New Homes


New Buy Scheme Slow To Take Off

by Sarah Halloran

The Government’s New Buy Scheme was launched in March amidst a great fanfare and hopes that the plans would give the property market a much needed boost. Six months on however, the first set of purchase figures have indicated a slow start to the scheme.

In the four months from the launch of the initiative, only 250 homes were sold through the scheme. Overall, the coalition were looking to help 100,000 people move by the end of 2015. Writing in his newspaper column in January, the then Housing Minister Grant Shapps underlined his hopes for the new buy project.

“At the heart of the (government) Strategy is a new-build indemnity scheme, which will offer a useful alternative to the Bank of Mum and Dad for those people struggling to get deposits together and take a step on the housing ladder,” Shapps wrote.

“Due to be launched this Spring, under this new industry-led scheme house builders and we in Government will provide security for the loan, enabling homebuyers to secure mortgages on newly-built homes with just a five per cent deposit”

The headlines surrounding the news suggest that this is a big blow for the government’s plans but as a spokesman for the Department for Communities and Local Government pointed out, the average house purchase takes around six months to go through and a significant proportion of reservations aren’t shown in those initial figures.

“As the Home Builders Federation have recently reported, 1,500 reservations have been made through NewBuy and at least 25,000 additional new homes will be built as a direct result of the scheme,” the Spokesman said.

The Home Builders Federation are also standing behind the scheme and they indicate greater interest from lenders and property developers since the launch back in March. At that stage, only seven builders and four lenders had expressed an interest but this has risen to six lenders along with thirty developers.

“People weren’t aware of it – it’s a completely new scheme,” said Steve Turner, spokesman for the HBF.

“Take-up in the past few weeks has markedly increased, to about 100 reservations a week.” He said take-up had been similar to the previous government’s FirstBuy scheme, which was regarded as a success.”

Predictably however, the opposition government has criticised the initiative in the wake of the new figures and is suggesting that the planned target for 100,000 purchasers by 2015 is way off course.

“The government needs to drop the hype and change course by implementing a real plan for homes, jobs and growth,” said Shadow Housing Minister Jack Dromey.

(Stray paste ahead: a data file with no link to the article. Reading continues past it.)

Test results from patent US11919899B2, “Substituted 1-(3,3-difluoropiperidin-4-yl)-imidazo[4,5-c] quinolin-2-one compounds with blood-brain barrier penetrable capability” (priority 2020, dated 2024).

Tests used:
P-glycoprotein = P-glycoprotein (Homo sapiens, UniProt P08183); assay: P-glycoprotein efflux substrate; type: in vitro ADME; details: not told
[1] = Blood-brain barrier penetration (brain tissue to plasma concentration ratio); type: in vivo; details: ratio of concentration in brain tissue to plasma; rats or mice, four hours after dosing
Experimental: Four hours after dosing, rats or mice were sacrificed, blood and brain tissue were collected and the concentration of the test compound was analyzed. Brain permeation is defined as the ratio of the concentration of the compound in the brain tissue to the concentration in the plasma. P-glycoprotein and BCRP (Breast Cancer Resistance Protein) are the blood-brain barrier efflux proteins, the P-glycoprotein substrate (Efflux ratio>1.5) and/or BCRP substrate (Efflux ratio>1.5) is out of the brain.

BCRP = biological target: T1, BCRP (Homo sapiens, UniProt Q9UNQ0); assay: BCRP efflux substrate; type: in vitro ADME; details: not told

“If it fails to do so, at this rate, it will take 200 years for NewBuy to help 100,000 homebuyers buy their own home.”

Whoever is right or wrong in this argument, it seems that it’s far too soon to be judging the New Buy Scheme after just four months.


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Government Answers Call for New Build Measures

by Sarah Halloran

Last week, the Home Builders Federation (HBF) announced a welcome to new housing minister Mark Prisk while urging the MP for Hertford and Stortford to act quickly to protect the interests of domestic property building firms across the country.

Meanwhile, David Cameron and Nick Clegg have responded to calls within the industry to aid housing growth by announcing new proposals which will inject cash as well as addressing the question of restrictive planning laws.

“We hope he (Mark Prisk) will offer some radical ideas to transform the current housing and planning systems and tackle the housing crisis, providing economic growth and jobs, and strengthening communities across the country,” said Stewart Baseley of the HBF last week.

In the separate announcement, the UK’s coalition government claim that their brand new package of measures will create up to 70,000 new properties including a significant proportion of affordable new homes for first time buyers.

The proposals will also aim to create around 140,000 jobs in the sector as the government aims to inject £40bn into infrastructure projects. It will also look to reduce the obstacles put in the way of new homes and will allow developers to sit down with local councils and re-negotiate agreements on affordable homes.

Speaking on daytime television Mr Cameron said,

“Frankly we had a situation where the lenders did not want to lend so the builders could not build and the buyers could not buy. We are talking today about 140,000 jobs provided by building an extra 70,000 houses.”

Nick Clegg added that the scheme would simply make it cheaper for developers to build.

“If you are finding it too expensive to raise money yourself to put shovels in the ground to employ on construction sites and build homes for private rent and to build affordable homes we are going to make it cheaper for you to do so,” he said.

Predictably however, Labour’s opposition has criticised the government’s actions on new homebuilding as a whole.

“We need to get Britain building again, but the government has slashed the housing budget and the number of affordable homes being built is down by 68%,” said Rachel Reeves, shadow chief secretary to the Treasury.

“The fundamental problem is not the planning system or Section 106 agreements for much-needed affordable housing, it is the lack of confidence and demand in the economy, slashed public investment and the government’s failing economic plan.”